The opera Thais, currently being performed at the Broward Center in Ft. Lauderdale, is the final offering of the season by the Florida Grand Opera.
Stylistically it is not as well known as Massenet’s famous opera Manon. Indeed, most of his operas fell into total obscurity after his death in 1912, but Thais has undergone a revival since the 1970s. In the lobby of the Broward Center the FGO was offering for sale a CD of the 1976 performance of Thais by two great stars of the 20th century, Beverly Sills and Sherrill Milnes.
They both had powerful voices, which was the main element lacking in the principals of the current production. This is not just my opinion but that of three other opera experts I consulted during and after the performance. The role of Thais quite rightly strikes terror into the heart of sopranos, as it is famously difficult and only the most gifted, such as Sills, have been able to deliver it properly.
The lead role of the priestess of Venus, Thais, is played here by soprano Eglise Gutierrez. The other main character, the fanatic monk Athanael, is Kristopher Irmiter from South Carolina. This is their first time performing in this particular opera, but Irmiter has been seen at FGO productions since 2001. Rounding out the main characters is Nicias, a childhood friend of Athanael, played by Martin Nusspaumer, a tenor from Uruguay who had his FGO debut in 2011.
The famous Meditation in Act 2, which has no singing part, gave the orchestra an opportunity to shine. It was the highlight of that middle act, far overshadowing the vocals. While originally done with just a violin and harp, modern audiences expect a bit more, and the orchestra delivered it just right, with a delicate touch. The fine set design which featured a raised platform was inspired as it gave the impression of Thais herself reaching out to Heaven.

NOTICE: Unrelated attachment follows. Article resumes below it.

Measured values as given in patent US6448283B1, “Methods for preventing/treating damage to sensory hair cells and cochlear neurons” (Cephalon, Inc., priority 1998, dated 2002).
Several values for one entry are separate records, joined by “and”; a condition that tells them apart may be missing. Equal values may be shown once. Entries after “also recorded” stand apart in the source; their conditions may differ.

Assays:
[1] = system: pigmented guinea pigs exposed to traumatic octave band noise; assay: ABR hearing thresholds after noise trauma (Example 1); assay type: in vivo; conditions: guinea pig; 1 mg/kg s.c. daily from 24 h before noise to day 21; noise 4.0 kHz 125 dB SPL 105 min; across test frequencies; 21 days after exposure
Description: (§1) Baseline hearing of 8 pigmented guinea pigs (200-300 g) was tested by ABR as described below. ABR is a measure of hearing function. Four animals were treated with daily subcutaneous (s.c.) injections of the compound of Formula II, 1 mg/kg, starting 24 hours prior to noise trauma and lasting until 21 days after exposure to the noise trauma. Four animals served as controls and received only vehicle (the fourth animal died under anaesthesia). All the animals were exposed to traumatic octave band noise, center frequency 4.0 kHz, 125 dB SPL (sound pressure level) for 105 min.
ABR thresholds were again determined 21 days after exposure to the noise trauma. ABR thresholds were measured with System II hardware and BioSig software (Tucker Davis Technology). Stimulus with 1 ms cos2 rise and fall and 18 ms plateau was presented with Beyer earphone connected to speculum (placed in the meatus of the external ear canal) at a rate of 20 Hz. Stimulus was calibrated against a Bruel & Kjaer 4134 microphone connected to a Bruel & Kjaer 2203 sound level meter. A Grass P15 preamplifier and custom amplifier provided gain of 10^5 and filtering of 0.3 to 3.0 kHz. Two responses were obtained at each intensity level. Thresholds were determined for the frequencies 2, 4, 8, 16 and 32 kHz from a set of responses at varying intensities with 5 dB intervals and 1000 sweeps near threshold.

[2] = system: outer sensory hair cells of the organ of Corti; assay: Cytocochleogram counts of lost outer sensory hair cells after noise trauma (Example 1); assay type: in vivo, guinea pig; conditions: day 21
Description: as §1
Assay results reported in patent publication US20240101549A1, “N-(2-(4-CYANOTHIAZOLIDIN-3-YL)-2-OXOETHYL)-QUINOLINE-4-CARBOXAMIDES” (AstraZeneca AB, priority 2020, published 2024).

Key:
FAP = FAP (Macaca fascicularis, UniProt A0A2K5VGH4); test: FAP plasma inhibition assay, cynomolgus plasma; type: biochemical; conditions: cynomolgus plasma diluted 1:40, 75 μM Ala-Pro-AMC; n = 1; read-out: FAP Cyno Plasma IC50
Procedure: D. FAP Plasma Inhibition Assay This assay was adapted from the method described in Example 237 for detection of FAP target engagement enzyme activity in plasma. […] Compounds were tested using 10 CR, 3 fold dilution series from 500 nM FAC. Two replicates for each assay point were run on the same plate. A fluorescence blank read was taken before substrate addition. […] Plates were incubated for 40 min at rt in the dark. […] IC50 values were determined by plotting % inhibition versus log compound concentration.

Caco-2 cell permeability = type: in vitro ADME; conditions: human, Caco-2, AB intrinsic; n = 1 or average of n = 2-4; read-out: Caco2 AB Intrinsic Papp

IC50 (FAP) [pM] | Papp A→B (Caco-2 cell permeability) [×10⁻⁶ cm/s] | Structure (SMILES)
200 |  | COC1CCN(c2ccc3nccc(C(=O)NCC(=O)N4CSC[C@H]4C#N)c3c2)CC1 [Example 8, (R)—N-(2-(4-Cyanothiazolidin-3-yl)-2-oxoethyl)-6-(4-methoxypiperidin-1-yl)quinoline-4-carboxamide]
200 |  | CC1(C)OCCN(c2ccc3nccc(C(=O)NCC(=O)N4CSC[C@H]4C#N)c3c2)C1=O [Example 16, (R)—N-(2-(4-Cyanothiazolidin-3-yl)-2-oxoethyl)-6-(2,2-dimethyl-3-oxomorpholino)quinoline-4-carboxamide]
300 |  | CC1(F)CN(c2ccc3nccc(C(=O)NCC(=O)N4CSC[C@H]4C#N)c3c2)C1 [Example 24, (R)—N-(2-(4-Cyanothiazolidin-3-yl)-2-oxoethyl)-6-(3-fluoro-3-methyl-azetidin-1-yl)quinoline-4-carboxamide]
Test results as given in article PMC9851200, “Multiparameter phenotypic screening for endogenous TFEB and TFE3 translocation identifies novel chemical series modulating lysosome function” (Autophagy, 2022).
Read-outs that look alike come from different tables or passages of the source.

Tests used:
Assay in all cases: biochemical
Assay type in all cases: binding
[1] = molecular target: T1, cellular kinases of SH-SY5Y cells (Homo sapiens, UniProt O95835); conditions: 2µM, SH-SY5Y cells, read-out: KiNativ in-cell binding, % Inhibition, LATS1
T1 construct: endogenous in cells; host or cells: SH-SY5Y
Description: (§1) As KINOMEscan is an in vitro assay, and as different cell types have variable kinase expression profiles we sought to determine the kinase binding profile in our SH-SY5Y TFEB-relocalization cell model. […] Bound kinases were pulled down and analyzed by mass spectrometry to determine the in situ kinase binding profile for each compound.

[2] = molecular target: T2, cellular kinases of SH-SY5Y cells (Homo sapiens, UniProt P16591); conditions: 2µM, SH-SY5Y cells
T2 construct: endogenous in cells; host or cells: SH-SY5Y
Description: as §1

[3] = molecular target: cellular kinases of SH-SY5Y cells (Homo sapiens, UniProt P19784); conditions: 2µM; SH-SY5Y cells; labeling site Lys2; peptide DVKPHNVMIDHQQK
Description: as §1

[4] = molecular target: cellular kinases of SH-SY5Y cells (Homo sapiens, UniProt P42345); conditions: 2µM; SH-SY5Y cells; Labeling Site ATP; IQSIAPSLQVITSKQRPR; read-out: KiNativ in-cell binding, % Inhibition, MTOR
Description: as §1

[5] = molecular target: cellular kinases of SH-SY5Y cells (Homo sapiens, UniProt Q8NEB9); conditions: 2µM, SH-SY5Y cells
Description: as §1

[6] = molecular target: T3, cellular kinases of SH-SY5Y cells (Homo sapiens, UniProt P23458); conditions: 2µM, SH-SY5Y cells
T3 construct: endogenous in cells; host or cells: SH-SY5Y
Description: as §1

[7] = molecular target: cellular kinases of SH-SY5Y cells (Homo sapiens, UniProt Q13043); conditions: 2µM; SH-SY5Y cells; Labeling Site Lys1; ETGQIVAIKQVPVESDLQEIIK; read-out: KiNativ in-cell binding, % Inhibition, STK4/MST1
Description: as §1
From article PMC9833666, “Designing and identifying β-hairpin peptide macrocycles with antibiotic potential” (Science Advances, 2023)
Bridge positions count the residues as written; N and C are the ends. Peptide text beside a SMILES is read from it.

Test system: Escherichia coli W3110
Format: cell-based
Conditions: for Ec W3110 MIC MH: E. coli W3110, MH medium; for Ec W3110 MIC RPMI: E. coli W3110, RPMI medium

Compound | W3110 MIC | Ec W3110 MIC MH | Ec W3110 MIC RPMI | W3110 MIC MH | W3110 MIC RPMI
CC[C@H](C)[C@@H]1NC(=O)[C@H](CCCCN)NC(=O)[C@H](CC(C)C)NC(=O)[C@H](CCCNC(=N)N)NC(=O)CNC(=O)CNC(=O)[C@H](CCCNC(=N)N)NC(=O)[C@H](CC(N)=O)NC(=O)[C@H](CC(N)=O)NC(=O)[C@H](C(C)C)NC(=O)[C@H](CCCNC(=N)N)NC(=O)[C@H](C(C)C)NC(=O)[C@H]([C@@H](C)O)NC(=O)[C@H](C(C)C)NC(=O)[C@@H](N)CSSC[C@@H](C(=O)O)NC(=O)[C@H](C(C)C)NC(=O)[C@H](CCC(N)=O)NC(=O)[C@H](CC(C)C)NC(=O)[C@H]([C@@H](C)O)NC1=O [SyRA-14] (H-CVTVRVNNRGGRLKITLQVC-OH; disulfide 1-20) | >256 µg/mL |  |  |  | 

The first Act was really just exposition, and generated little excitement among the audience. Overall, the opera represents the eternal flight between religion and worldliness. But many members of the audience viewed it in somewhat less lofty terms.
The monk’s attempt to lure Thais away from her devotion to the goddess Venus to a Christian God was viewed with contempt. “He was on a crusade to take the Mother of the henhouse away – or was that a whorehouse?” “If the opera was about Jesus and Mary Magdalene they would have lived happily ever after.” This probably reflects the changing attitudes towards the subject since Massenet created the opera in 1894.
Athanael insists Thais burn her palace and give up her riches so that she may live in a tiny cell of a monastery and await the touch of God. “He was obviously not a Republican,” whispered the person beside me.
While some in the audience were pleased with the plot (“I like the story, I thought it was going to be cheesy,” said one young woman) the concept of turning pagans into Christians does not resonate with many people in the 21st century. “The city is given over to sin” wails one cast member early in the opera. Not the best religious statement to make in Ft. Lauderdale, the most notable gay community in the country.
Despite issues, I commend the FGO once again for staging an opera few have ever seen. This season has been a breath of fresh air under the new Director, Susan T. Danis. Next season will feature Madame Butterfly, Cosi Fan Tutte, The Pearl Fishers and The Consul.